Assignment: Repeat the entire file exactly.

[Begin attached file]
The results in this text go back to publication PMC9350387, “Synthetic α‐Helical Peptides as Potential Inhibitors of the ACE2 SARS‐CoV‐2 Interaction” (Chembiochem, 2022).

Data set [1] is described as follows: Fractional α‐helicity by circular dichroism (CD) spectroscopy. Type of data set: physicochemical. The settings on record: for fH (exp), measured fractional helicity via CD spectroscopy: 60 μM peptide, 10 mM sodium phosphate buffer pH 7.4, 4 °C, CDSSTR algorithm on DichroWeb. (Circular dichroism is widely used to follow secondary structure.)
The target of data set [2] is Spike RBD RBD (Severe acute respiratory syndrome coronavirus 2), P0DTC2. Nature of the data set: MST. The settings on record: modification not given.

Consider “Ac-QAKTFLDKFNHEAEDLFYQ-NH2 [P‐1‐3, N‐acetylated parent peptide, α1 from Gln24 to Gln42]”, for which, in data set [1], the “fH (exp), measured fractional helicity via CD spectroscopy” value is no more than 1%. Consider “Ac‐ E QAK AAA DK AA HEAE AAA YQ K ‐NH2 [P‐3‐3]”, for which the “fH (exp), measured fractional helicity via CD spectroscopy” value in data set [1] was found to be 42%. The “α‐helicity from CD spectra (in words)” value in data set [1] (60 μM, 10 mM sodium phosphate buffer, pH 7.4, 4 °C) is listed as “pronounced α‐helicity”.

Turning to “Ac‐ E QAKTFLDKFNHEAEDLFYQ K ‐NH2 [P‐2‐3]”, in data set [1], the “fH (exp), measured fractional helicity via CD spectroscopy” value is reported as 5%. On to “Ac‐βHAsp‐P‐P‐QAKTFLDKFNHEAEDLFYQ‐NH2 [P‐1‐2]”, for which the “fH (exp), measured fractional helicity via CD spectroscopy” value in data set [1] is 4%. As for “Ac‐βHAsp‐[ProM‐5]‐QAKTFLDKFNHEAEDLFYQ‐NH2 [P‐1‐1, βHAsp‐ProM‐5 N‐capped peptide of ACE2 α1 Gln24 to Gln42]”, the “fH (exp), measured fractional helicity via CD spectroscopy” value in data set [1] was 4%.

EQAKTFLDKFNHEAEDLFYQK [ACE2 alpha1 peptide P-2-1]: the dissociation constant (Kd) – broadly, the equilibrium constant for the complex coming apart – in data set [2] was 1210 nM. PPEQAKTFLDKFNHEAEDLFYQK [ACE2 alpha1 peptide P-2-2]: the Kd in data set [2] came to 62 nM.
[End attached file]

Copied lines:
The results in this text go back to publication PMC9350387, “Synthetic α‐Helical Peptides as Potential Inhibitors of the ACE2 SARS‐CoV‐2 Interaction” (Chembiochem, 2022).

Data set [1] is described as follows: Fractional α‐helicity by circular dichroism (CD) spectroscopy. Type of data set: physicochemical. The settings on record: for fH (exp), measured fractional helicity via CD spectroscopy: 60 μM peptide, 10 mM sodium phosphate buffer pH 7.4, 4 °C, CDSSTR algorithm on DichroWeb. (Circular dichroism is widely used to follow secondary structure.)
The target of data set [2] is Spike RBD RBD (Severe acute respiratory syndrome coronavirus 2), P0DTC2. Nature of the data set: MST. The settings on record: modification not given.

Consider “Ac-QAKTFLDKFNHEAEDLFYQ-NH2 [P‐1‐3, N‐acetylated parent peptide, α1 from Gln24 to Gln42]”, for which, in data set [1], the “fH (exp), measured fractional helicity via CD spectroscopy” value is no more than 1%. Consider “Ac‐ E QAK AAA DK AA HEAE AAA YQ K ‐NH2 [P‐3‐3]”, for which the “fH (exp), measured fractional helicity via CD spectroscopy” value in data set [1] was found to be 42%. The “α‐helicity from CD spectra (in words)” value in data set [1] (60 μM, 10 mM sodium phosphate buffer, pH 7.4, 4 °C) is listed as “pronounced α‐helicity”.

Turning to “Ac‐ E QAKTFLDKFNHEAEDLFYQ K ‐NH2 [P‐2‐3]”, in data set [1], the “fH (exp), measured fractional helicity via CD spectroscopy” value is reported as 5%. On to “Ac‐βHAsp‐P‐P‐QAKTFLDKFNHEAEDLFYQ‐NH2 [P‐1‐2]”, for which the “fH (exp), measured fractional helicity via CD spectroscopy” value in data set [1] is 4%. As for “Ac‐βHAsp‐[ProM‐5]‐QAKTFLDKFNHEAEDLFYQ‐NH2 [P‐1‐1, βHAsp‐ProM‐5 N‐capped peptide of ACE2 α1 Gln24 to Gln42]”, the “fH (exp), measured fractional helicity via CD spectroscopy” value in data set [1] was 4%.

EQAKTFLDKFNHEAEDLFYQK [ACE2 alpha1 peptide P-2-1]: the dissociation constant (Kd) – broadly, the equilibrium constant for the complex coming apart – in data set [2] was 1210 nM. PPEQAKTFLDKFNHEAEDLFYQK [ACE2 alpha1 peptide P-2-2]: the Kd in data set [2] came to 62 nM.